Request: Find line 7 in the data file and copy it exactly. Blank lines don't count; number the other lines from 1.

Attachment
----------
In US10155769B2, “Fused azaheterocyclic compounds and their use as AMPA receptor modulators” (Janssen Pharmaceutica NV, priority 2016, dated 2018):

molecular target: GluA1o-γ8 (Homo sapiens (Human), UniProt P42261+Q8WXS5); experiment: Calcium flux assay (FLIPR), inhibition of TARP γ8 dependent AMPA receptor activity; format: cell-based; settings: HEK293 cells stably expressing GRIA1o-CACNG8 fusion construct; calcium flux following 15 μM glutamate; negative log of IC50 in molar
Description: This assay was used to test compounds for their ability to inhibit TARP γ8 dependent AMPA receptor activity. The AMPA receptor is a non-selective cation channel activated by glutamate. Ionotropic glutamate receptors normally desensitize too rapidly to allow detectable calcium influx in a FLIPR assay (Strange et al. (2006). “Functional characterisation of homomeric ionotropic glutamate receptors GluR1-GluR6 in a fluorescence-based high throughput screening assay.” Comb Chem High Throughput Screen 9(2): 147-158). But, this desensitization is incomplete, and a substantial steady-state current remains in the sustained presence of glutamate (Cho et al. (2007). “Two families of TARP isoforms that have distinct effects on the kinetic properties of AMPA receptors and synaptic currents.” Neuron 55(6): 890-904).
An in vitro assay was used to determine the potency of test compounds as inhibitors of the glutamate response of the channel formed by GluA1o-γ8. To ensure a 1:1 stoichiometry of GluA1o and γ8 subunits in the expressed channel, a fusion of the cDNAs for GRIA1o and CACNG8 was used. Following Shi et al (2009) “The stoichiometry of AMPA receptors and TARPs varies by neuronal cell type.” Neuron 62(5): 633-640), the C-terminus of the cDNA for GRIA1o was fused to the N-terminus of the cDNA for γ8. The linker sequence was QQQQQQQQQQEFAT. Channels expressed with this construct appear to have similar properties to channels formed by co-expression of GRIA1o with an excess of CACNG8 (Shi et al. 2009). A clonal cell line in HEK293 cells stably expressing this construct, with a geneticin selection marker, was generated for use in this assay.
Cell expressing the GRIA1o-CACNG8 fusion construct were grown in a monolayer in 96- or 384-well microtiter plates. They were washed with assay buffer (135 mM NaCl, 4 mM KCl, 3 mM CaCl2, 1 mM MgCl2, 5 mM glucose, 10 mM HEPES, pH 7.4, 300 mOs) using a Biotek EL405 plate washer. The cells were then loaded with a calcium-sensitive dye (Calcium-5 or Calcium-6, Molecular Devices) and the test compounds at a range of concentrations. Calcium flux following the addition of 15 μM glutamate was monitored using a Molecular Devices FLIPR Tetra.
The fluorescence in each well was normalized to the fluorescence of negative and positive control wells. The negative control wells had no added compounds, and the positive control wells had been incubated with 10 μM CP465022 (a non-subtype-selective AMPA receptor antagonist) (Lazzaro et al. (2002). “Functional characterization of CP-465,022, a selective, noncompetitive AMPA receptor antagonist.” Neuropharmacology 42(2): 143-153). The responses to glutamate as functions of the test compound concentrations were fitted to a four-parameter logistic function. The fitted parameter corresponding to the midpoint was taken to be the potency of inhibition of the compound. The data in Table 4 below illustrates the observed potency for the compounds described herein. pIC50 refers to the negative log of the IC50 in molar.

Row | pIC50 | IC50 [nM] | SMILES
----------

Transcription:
Row | pIC50 | IC50 [nM] | SMILES